The west Cork harbour of Castletownbere is Ireland's biggest whitefish port. Killybegs, Co Donegal is the most important port for pelagic (herring, mackerel, blue whiting) landings. Fish are also landed into Dingle, Co Kerry, Rossaveal, Co Galway, Howth, Co Dublin and Dunmore East, Co Waterford, Union Hall, Co Cork, Greencastle, Co Donegal, and Clogherhead, Co Louth. The busiest Northern Irish ports are Portavogie, Ardglass and Kilkeel, Co Down.

Yes, EU quotas are allocated to other fleets within the Irish EEZ, and Ireland has long been a transhipment point for fish caught by the Spanish whitefish fleet in particular. Dingle, Co Kerry has seen an increase in foreign landings, as has Castletownbere. The west Cork port recorded foreign landings of 36 million euro or 48 per cent in 2019, and has long been nicknamed the "peseta" port, due to the presence of Spanish-owned transhipment plant, Eiranova, on Dinish island.

Most fish and shellfish caught or cultivated in Irish waters is for the export market, and this was hit hard from the early stages of this year's Covid-19 pandemic. The EU, Asia and Britain are the main export markets, while the middle Eastern market is also developing and the African market has seen a fall in value and volume, according to figures for 2019 issued by BIM.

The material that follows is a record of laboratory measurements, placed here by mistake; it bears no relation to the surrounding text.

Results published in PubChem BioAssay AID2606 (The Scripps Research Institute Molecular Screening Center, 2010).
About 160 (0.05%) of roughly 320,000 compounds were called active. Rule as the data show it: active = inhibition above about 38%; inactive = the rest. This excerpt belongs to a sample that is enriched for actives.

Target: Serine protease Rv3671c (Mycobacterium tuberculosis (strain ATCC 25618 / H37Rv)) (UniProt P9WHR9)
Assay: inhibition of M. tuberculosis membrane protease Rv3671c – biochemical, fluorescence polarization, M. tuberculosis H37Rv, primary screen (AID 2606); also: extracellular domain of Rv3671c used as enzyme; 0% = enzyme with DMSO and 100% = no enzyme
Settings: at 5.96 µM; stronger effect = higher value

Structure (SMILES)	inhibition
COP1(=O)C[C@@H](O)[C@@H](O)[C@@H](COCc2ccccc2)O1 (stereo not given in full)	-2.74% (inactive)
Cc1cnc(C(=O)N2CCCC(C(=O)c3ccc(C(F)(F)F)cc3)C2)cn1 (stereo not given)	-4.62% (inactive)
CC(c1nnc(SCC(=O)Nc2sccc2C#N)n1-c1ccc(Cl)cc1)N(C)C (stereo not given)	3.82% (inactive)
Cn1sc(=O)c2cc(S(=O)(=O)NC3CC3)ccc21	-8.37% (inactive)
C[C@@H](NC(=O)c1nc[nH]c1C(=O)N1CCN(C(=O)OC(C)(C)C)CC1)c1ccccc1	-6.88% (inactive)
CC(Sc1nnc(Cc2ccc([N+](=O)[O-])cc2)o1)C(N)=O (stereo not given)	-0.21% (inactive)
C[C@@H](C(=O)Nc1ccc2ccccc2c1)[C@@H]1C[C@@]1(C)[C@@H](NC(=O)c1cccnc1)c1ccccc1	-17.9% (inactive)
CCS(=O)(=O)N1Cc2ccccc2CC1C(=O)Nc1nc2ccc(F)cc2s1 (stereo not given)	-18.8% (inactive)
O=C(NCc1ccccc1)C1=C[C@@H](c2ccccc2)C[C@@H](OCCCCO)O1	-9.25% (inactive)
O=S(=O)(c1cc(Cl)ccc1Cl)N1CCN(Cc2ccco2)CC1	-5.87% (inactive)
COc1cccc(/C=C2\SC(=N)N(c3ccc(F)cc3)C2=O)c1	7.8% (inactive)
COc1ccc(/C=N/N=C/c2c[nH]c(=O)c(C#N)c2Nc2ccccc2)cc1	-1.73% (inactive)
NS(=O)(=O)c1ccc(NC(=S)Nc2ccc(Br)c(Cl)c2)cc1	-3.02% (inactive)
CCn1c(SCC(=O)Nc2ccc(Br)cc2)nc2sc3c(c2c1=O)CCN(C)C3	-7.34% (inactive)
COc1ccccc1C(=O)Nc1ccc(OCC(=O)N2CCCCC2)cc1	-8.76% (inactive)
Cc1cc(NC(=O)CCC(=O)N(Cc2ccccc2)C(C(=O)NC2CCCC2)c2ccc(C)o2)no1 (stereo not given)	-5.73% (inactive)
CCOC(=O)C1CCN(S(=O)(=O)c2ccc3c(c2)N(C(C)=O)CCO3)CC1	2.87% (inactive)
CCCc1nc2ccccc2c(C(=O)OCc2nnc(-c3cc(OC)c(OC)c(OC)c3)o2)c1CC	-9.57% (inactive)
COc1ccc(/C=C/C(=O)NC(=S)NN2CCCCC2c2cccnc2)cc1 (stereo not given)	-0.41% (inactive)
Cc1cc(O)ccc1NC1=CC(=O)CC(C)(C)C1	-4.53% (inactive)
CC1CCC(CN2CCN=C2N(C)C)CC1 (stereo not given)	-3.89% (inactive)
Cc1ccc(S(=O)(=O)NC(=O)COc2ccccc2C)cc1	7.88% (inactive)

Fish was once a penitential food, eaten for religious reasons every Friday. BIM has worked hard over several decades to develop its appeal. Ireland is not like Spain – our land is too good to transform us into a nation of fish eaters, but the obvious health benefits are seeing a growth in demand. Seafood retail sales rose by one per cent in 2019 to 300 million euro. Salmon and cod remain the most popular species, while BIM reports an increase in sales of haddock, trout and the pangasius or freshwater catfish which is cultivated primarily in Vietnam and Cambodia and imported by supermarkets here.

The EU's Common Fisheries Policy (CFP), initiated in 1983, pooled marine resources – with Ireland having some of the richest grounds and one of the largest sea areas at the time, but only receiving four per cent of allocated catch by a quota system. A system known as the "Hague Preferences" did recognise the need to safeguard the particular needs of regions where local populations are especially dependent on fisheries and related activities. The State's Sea Fisheries Protection Authority, based in Clonakilty, Co Cork, works with the Naval Service on administering the EU CFP. The Department of Agriculture, Food and Marine and Department of Transport regulate licensing and training requirements, while the Marine Survey Office is responsible for the implementation of all national and international legislation in relation to safety of shipping and the prevention of pollution.